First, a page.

V.I.P. hockey players speak of the dangers of...
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Nov 13, 2015  |  Vote 0    0

V.I.P. hockey players speak of the dangers of concussion stigmas


Windsor’s Lone Star Texas Grill hosted a group of V.I.P. hockey players, who were there to reach out to the community about concussion awareness.

Christian Hanson, who previously played for the Toronto Maple Leafs, Paul Rosen, a Team Canada Paralympic sledge hockey gold medal winner, and former Detroit Red Wing, John Ogrodnick, were there at the education seminar.

The event was hosted by the Stop Concussions Foundation, a not-for-profit organization dedicated to educating and raising awareness about neurotrauma injuries, specifically concussions.

The Stop Concussions Foundation was founded by Keith Primeau, a 15-year NHL veteran, and Kerry Goulet, a former star European hockey player, coach and general manager. Goulet was at Lone Star Texas Grill that night to talk to the people in attendance.

“It’s a sexy word for brain injury. When I say I’m concussed, people think I’m a gladiator, I’m brave. But when I say ‘brain-injured’, it’s a whole different stigma. So, that’s why athletes say they are concussed…it’s more validated. We are here today to remove that stigma,” said Kerry.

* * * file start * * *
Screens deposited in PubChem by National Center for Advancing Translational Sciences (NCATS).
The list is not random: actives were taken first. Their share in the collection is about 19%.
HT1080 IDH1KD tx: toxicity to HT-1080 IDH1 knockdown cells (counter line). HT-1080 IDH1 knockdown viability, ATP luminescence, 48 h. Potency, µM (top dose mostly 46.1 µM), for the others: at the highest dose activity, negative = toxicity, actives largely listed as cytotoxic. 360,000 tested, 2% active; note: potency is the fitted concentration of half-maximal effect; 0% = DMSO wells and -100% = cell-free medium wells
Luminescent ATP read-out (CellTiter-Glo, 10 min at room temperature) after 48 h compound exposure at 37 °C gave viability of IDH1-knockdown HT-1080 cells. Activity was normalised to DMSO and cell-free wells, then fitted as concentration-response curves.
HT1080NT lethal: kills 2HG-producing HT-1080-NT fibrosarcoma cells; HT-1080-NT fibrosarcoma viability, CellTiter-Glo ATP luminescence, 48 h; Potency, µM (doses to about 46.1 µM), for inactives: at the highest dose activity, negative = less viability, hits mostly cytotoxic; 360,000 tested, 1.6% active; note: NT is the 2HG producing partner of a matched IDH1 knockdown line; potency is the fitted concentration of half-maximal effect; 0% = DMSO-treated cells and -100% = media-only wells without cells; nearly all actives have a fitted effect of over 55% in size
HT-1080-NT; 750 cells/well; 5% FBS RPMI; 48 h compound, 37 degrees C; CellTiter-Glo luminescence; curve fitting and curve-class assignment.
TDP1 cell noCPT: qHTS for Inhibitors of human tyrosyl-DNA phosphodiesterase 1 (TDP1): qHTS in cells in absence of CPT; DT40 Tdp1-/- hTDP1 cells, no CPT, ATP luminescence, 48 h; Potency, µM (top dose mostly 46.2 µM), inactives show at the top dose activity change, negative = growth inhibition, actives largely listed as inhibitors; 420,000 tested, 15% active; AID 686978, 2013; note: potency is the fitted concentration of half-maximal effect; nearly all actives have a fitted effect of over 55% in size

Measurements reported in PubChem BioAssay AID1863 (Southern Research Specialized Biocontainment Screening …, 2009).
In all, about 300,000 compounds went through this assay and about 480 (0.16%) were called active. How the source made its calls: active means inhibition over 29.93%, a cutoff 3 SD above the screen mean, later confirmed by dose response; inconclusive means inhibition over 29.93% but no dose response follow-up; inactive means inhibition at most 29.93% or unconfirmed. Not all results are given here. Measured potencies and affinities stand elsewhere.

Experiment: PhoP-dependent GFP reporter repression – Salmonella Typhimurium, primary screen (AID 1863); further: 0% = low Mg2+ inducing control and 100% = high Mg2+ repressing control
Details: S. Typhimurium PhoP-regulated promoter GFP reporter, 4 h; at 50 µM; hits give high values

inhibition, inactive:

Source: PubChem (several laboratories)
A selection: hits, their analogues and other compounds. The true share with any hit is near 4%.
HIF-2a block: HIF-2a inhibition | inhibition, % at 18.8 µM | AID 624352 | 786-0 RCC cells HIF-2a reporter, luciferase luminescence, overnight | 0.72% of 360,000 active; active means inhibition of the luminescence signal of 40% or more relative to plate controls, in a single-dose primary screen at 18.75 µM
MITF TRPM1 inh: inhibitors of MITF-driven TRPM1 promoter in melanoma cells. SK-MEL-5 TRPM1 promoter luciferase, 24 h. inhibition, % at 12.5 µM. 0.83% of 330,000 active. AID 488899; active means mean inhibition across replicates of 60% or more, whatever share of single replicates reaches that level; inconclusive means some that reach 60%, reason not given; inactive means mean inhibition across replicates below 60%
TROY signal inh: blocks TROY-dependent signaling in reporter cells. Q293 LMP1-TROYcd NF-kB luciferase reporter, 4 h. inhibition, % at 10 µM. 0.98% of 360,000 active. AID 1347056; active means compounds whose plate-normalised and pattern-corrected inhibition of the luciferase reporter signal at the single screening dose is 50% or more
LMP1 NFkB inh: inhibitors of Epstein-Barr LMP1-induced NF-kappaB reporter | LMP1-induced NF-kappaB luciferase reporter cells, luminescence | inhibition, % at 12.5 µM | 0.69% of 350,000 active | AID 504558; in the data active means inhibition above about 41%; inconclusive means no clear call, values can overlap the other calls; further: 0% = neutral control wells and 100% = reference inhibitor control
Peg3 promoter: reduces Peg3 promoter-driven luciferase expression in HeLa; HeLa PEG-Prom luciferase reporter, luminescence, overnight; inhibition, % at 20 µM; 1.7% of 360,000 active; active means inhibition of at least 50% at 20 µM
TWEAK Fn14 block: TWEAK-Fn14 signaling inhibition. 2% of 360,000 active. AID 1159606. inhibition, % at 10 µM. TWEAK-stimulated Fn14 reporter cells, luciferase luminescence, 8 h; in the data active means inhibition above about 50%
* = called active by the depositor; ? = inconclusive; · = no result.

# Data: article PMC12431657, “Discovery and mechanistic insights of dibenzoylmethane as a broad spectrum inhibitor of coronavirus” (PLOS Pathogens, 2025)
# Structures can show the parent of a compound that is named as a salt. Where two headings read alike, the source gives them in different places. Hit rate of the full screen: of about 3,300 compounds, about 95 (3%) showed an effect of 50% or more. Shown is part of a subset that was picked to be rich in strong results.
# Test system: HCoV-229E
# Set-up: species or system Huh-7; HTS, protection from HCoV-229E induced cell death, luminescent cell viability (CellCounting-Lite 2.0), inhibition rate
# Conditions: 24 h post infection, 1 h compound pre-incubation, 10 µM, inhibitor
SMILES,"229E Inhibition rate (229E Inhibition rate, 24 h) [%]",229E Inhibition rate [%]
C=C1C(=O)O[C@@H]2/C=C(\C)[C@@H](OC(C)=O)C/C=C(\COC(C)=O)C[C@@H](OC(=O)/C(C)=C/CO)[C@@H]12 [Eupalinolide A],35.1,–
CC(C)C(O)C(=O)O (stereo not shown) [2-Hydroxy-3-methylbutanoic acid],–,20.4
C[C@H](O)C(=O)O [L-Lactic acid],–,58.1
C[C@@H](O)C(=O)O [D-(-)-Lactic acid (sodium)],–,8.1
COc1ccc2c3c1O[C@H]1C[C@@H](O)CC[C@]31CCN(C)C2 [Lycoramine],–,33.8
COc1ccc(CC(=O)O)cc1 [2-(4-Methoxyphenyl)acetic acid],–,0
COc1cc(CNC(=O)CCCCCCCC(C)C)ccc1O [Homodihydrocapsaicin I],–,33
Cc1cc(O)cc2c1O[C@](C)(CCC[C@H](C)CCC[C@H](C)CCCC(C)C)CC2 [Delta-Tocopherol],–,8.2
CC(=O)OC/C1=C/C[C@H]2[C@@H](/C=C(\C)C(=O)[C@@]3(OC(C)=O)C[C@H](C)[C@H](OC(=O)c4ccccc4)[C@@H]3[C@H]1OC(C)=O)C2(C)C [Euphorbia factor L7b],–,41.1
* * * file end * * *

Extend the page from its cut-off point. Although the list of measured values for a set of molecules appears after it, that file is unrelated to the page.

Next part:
“You break you hand, you can wrap it up, it heals. But damage from a concussion can last for as you live, and people are starting to really see that,” said Hanson, whose father, Dave Hanson famously portrayed ‘Jack Hanson’, an over-aggressive hockey player, in the movie Slap Shot.

Paul Rosen, who is now a motivational speaker, said that what people need to know is that concussions aren’t just in hockey.

“They can come with any fall. In the school parking lot, the playground, coming into the house. It happens to everybody. My thing, with my own kids, with the people I speak to, I tell them is awareness,” said Rosen. He believes the biggest hurdle is people telling someone when they are injured. He hopes that he, and the Stop Concussion Foundation, can help people come to terms with their brain injuries.

The night began with a buffet of fajitas for all who bought tickets. Then, the athletes present spoke about the stigmas of concussions, and brain injuries. Those in attendance were given coupons for free baseline testing, a medical examination that allows doctors to determine a person’s ‘base’ skills, which makes it useful to determine if there is damage after a concussion is diagnosed.

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